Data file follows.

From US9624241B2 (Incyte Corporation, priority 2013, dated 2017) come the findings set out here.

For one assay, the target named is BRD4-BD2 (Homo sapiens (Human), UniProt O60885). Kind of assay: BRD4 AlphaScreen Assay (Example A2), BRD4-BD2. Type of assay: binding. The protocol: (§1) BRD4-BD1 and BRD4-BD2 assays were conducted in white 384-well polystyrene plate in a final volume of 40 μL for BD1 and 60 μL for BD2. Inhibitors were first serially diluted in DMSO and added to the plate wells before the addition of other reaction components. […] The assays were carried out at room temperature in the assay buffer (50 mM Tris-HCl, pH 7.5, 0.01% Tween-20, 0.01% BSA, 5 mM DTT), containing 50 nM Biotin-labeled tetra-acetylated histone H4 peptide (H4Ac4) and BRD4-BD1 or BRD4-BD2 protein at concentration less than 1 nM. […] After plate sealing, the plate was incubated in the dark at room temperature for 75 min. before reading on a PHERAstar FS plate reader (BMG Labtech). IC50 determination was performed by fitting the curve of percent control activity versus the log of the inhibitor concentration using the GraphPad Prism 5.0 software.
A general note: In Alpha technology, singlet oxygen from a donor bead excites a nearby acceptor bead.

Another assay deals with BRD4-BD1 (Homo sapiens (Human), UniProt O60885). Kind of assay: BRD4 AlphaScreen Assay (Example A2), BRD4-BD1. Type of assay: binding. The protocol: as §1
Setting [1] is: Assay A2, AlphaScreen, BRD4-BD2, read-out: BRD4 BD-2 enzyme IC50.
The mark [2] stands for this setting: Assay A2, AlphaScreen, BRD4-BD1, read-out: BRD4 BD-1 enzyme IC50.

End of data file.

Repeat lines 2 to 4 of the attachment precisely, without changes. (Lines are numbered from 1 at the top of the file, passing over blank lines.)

For one assay, the target named is BRD4-BD2 (Homo sapiens (Human), UniProt O60885). Kind of assay: BRD4 AlphaScreen Assay (Example A2), BRD4-BD2. Type of assay: binding. The protocol: (§1) BRD4-BD1 and BRD4-BD2 assays were conducted in white 384-well polystyrene plate in a final volume of 40 μL for BD1 and 60 μL for BD2. Inhibitors were first serially diluted in DMSO and added to the plate wells before the addition of other reaction components. […] The assays were carried out at room temperature in the assay buffer (50 mM Tris-HCl, pH 7.5, 0.01% Tween-20, 0.01% BSA, 5 mM DTT), containing 50 nM Biotin-labeled tetra-acetylated histone H4 peptide (H4Ac4) and BRD4-BD1 or BRD4-BD2 protein at concentration less than 1 nM. […] After plate sealing, the plate was incubated in the dark at room temperature for 75 min. before reading on a PHERAstar FS plate reader (BMG Labtech). IC50 determination was performed by fitting the curve of percent control activity versus the log of the inhibitor concentration using the GraphPad Prism 5.0 software.
A general note: In Alpha technology, singlet oxygen from a donor bead excites a nearby acceptor bead.

Another assay deals with BRD4-BD1 (Homo sapiens (Human), UniProt O60885). Kind of assay: BRD4 AlphaScreen Assay (Example A2), BRD4-BD1. Type of assay: binding. The protocol: as §1